No, I don't think so.
Some folk think that Prestwick Airport should be renamed in honour of the national poet.
I don't agree. Nothing against Rabbie you understand - after all, I attended Ayr Academy for three years. It's just that I think airports should be named after places, not people.
I think that the Americans made a mistake in renaming Idlewild as J.F. Kennedy. It's wrong that Roissy is now known as Charles de Gaulle. And Belfast City shouldn't be called George Best, even though I once did see him score a goal. Come to think of it, what was wrong with Speke?
The problem's this: what happens when these local worthies go out of fashion? The airport's name has to be changed again and perhaps again. At great cost to the taxpayer.
The way things are going I expect to read that Glasgow (Paisley, actually) is to be renamed "The Margaret Curran International Airport", should the Glasgow East electorate vote for the ZanuLab candidate thus saving the incumbent regime.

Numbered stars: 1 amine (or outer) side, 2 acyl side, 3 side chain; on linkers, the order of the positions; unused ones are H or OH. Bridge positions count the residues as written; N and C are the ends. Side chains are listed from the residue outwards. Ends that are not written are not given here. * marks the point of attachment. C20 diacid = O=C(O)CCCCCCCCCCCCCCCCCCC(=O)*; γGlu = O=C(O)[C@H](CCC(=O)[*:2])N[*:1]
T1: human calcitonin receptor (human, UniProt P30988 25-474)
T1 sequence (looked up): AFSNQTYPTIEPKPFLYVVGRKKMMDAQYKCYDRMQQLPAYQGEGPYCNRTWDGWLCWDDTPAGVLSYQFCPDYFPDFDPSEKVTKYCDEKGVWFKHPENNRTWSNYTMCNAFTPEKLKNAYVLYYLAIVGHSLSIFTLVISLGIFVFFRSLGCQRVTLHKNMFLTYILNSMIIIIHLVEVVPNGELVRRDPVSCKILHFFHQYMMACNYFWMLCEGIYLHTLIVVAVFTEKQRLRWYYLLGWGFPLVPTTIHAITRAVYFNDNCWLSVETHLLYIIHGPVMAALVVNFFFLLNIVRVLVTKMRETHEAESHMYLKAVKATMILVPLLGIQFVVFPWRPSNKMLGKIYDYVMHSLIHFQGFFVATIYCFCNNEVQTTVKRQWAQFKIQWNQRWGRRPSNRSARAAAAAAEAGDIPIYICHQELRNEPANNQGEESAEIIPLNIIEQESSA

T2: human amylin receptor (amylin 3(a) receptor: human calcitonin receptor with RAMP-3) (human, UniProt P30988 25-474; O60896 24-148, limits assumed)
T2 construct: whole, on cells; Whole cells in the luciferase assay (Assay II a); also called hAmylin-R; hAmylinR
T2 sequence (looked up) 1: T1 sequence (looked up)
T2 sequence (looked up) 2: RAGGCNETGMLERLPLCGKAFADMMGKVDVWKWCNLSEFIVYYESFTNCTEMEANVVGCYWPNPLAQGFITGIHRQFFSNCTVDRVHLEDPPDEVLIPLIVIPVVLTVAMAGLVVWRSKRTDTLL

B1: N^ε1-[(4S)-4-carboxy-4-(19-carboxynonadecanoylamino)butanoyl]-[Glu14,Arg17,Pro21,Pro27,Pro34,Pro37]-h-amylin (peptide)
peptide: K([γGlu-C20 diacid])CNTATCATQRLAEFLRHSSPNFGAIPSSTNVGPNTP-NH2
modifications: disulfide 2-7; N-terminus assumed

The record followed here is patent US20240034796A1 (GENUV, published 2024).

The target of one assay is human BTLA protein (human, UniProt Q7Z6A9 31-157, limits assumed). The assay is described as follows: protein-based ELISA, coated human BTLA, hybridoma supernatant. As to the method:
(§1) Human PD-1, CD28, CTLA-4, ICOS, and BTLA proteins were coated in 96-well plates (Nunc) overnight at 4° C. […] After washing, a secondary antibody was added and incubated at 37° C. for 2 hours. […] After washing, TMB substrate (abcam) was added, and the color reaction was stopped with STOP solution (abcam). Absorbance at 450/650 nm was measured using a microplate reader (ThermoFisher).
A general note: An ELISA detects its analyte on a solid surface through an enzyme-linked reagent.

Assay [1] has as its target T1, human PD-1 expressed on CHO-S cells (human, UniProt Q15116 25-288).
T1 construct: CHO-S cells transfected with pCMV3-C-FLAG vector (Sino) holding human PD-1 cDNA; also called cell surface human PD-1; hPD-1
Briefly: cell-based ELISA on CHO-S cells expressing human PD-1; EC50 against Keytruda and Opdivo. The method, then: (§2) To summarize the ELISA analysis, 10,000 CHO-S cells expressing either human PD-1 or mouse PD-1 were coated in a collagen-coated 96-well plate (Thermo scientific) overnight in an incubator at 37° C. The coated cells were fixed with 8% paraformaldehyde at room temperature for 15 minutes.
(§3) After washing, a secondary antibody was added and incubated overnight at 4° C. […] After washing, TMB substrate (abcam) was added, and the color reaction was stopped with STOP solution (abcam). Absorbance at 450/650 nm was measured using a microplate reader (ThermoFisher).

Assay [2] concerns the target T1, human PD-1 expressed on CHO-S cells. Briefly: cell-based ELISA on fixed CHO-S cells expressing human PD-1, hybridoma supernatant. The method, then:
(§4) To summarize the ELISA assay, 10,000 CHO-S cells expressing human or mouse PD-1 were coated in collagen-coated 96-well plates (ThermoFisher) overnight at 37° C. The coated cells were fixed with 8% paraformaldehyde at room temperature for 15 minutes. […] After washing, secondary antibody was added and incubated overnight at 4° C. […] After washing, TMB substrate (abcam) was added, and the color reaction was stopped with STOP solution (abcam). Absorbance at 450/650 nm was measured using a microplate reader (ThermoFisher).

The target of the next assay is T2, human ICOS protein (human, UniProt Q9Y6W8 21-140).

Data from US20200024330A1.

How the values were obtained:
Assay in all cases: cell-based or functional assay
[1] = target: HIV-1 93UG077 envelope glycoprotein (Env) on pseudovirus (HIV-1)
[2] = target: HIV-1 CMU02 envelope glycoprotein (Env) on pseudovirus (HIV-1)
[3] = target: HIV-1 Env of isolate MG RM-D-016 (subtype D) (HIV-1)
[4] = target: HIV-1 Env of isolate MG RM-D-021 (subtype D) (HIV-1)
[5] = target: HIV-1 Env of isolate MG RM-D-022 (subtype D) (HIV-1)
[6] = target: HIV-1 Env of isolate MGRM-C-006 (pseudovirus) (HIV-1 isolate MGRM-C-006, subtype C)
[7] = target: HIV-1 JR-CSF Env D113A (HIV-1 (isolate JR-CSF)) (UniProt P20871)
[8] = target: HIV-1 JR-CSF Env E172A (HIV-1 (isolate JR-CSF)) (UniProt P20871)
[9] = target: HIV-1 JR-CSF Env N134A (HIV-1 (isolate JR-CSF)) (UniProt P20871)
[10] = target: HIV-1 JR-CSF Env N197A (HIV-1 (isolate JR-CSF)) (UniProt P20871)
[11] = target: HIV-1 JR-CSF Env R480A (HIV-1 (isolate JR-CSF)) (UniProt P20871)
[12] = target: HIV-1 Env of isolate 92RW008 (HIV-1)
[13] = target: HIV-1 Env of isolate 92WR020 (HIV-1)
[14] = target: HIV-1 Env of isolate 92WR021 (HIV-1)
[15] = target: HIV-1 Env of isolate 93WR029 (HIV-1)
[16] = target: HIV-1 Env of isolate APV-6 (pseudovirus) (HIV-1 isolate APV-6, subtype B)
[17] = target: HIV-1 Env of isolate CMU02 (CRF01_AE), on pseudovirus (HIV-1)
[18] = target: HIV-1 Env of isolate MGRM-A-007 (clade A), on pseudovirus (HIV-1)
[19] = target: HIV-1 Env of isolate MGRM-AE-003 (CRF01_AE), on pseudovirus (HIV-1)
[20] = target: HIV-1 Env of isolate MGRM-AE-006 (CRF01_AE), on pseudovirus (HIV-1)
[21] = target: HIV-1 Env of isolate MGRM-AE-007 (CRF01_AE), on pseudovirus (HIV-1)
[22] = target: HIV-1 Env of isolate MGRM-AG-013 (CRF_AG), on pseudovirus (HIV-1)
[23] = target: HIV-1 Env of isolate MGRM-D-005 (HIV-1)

What's brought all this on is the news from Indianapolis:
Shortly after he was appointed to the Indianapolis Airport Authority in January, Randall Tobias started getting polite, well-written letters from people who want to restore Col. Harvey Weir Cook's name to the airport's.
Then Mayor Greg Ballard, who appointed Tobias, mentioned he supports the change to honor the World War I flying ace killed during World War II in the South Pacific.
And then the City-County Council overwhelmingly passed a resolution supporting the change.
The vote was 25 to 3 in favour of the change of name. Overwhelming indeed.
Surely the elected politicians know what the locals want. Not quite. An opinion poll in Indianapolis indicates otherwise:
The outcome: 49.5 percent wanted to add Weir Cook's name, while 50.5 percent did not.
I think there's a lesson here. Politicians are motivated by self-interest, just like the rest of us. Yes, I know that's shocking news for some but that's the way it is.
Politicians like the idea of naming airports after people. Who knows, they also might be so honoured one day. But normal folk - the 50.5 percent - realise that they're going to have to foot the bill for all these changes.
This is just another reason why the state should be allowed to do as little as possible.